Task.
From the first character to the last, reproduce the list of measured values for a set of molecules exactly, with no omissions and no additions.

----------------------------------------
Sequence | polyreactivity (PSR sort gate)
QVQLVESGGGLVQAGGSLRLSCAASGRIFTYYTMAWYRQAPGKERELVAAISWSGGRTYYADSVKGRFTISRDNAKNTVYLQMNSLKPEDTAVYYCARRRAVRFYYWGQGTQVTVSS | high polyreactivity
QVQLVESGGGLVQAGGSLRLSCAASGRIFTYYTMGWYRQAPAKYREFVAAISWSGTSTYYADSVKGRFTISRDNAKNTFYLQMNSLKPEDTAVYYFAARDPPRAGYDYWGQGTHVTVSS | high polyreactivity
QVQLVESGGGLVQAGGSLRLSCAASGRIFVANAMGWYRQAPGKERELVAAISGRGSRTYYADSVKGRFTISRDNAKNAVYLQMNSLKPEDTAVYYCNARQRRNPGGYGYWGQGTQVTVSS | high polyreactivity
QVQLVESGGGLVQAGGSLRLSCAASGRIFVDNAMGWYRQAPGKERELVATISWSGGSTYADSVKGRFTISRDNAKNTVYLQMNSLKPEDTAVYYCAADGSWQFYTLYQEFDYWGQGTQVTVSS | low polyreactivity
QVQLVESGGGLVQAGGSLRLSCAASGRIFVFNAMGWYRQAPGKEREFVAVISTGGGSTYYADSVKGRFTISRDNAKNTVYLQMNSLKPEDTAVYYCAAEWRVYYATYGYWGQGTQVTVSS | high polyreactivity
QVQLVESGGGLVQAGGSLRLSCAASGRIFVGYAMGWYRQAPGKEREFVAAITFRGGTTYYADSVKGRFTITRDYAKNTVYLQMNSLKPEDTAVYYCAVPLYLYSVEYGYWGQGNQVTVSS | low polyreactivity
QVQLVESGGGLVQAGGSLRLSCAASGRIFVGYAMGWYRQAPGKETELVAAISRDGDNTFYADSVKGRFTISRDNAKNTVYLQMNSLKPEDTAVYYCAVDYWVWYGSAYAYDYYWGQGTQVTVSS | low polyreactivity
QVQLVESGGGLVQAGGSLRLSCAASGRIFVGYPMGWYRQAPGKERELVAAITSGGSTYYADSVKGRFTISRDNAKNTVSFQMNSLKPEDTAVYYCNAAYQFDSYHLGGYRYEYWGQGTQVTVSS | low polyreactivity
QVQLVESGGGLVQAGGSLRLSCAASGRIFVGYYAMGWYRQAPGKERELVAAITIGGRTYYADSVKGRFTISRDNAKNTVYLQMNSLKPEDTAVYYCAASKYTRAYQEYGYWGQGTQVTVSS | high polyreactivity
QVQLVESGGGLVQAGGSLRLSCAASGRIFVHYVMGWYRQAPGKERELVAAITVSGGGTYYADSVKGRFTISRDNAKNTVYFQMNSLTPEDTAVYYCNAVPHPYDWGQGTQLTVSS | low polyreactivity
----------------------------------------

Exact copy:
Sequence | polyreactivity (PSR sort gate)
QVQLVESGGGLVQAGGSLRLSCAASGRIFTYYTMAWYRQAPGKERELVAAISWSGGRTYYADSVKGRFTISRDNAKNTVYLQMNSLKPEDTAVYYCARRRAVRFYYWGQGTQVTVSS | high polyreactivity
QVQLVESGGGLVQAGGSLRLSCAASGRIFTYYTMGWYRQAPAKYREFVAAISWSGTSTYYADSVKGRFTISRDNAKNTFYLQMNSLKPEDTAVYYFAARDPPRAGYDYWGQGTHVTVSS | high polyreactivity
QVQLVESGGGLVQAGGSLRLSCAASGRIFVANAMGWYRQAPGKERELVAAISGRGSRTYYADSVKGRFTISRDNAKNAVYLQMNSLKPEDTAVYYCNARQRRNPGGYGYWGQGTQVTVSS | high polyreactivity
QVQLVESGGGLVQAGGSLRLSCAASGRIFVDNAMGWYRQAPGKERELVATISWSGGSTYADSVKGRFTISRDNAKNTVYLQMNSLKPEDTAVYYCAADGSWQFYTLYQEFDYWGQGTQVTVSS | low polyreactivity
QVQLVESGGGLVQAGGSLRLSCAASGRIFVFNAMGWYRQAPGKEREFVAVISTGGGSTYYADSVKGRFTISRDNAKNTVYLQMNSLKPEDTAVYYCAAEWRVYYATYGYWGQGTQVTVSS | high polyreactivity
QVQLVESGGGLVQAGGSLRLSCAASGRIFVGYAMGWYRQAPGKEREFVAAITFRGGTTYYADSVKGRFTITRDYAKNTVYLQMNSLKPEDTAVYYCAVPLYLYSVEYGYWGQGNQVTVSS | low polyreactivity
QVQLVESGGGLVQAGGSLRLSCAASGRIFVGYAMGWYRQAPGKETELVAAISRDGDNTFYADSVKGRFTISRDNAKNTVYLQMNSLKPEDTAVYYCAVDYWVWYGSAYAYDYYWGQGTQVTVSS | low polyreactivity
QVQLVESGGGLVQAGGSLRLSCAASGRIFVGYPMGWYRQAPGKERELVAAITSGGSTYYADSVKGRFTISRDNAKNTVSFQMNSLKPEDTAVYYCNAAYQFDSYHLGGYRYEYWGQGTQVTVSS | low polyreactivity
QVQLVESGGGLVQAGGSLRLSCAASGRIFVGYYAMGWYRQAPGKERELVAAITIGGRTYYADSVKGRFTISRDNAKNTVYLQMNSLKPEDTAVYYCAASKYTRAYQEYGYWGQGTQVTVSS | high polyreactivity
QVQLVESGGGLVQAGGSLRLSCAASGRIFVHYVMGWYRQAPGKERELVAAITVSGGGTYYADSVKGRFTISRDNAKNTVYFQMNSLTPEDTAVYYCNAVPHPYDWGQGTQLTVSS | low polyreactivity